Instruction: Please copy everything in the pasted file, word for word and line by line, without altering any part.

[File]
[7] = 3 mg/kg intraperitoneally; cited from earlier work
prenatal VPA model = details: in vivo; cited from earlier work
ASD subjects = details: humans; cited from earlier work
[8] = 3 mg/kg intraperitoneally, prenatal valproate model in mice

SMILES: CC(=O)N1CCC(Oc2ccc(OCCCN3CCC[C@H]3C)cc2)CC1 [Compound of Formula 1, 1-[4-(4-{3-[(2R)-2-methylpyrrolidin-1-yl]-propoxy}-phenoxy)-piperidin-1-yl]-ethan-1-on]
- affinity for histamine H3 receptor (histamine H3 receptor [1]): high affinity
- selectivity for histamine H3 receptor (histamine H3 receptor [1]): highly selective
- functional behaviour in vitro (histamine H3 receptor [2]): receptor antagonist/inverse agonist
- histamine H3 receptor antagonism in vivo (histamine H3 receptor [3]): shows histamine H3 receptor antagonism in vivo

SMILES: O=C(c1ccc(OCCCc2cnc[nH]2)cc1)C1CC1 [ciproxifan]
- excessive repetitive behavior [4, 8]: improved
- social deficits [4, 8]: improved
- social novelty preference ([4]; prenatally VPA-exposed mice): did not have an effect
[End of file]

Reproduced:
[7] = 3 mg/kg intraperitoneally; cited from earlier work
prenatal VPA model = details: in vivo; cited from earlier work
ASD subjects = details: humans; cited from earlier work
[8] = 3 mg/kg intraperitoneally, prenatal valproate model in mice

SMILES: CC(=O)N1CCC(Oc2ccc(OCCCN3CCC[C@H]3C)cc2)CC1 [Compound of Formula 1, 1-[4-(4-{3-[(2R)-2-methylpyrrolidin-1-yl]-propoxy}-phenoxy)-piperidin-1-yl]-ethan-1-on]
- affinity for histamine H3 receptor (histamine H3 receptor [1]): high affinity
- selectivity for histamine H3 receptor (histamine H3 receptor [1]): highly selective
- functional behaviour in vitro (histamine H3 receptor [2]): receptor antagonist/inverse agonist
- histamine H3 receptor antagonism in vivo (histamine H3 receptor [3]): shows histamine H3 receptor antagonism in vivo

SMILES: O=C(c1ccc(OCCCc2cnc[nH]2)cc1)C1CC1 [ciproxifan]
- excessive repetitive behavior [4, 8]: improved
- social deficits [4, 8]: improved
- social novelty preference ([4]; prenatally VPA-exposed mice): did not have an effect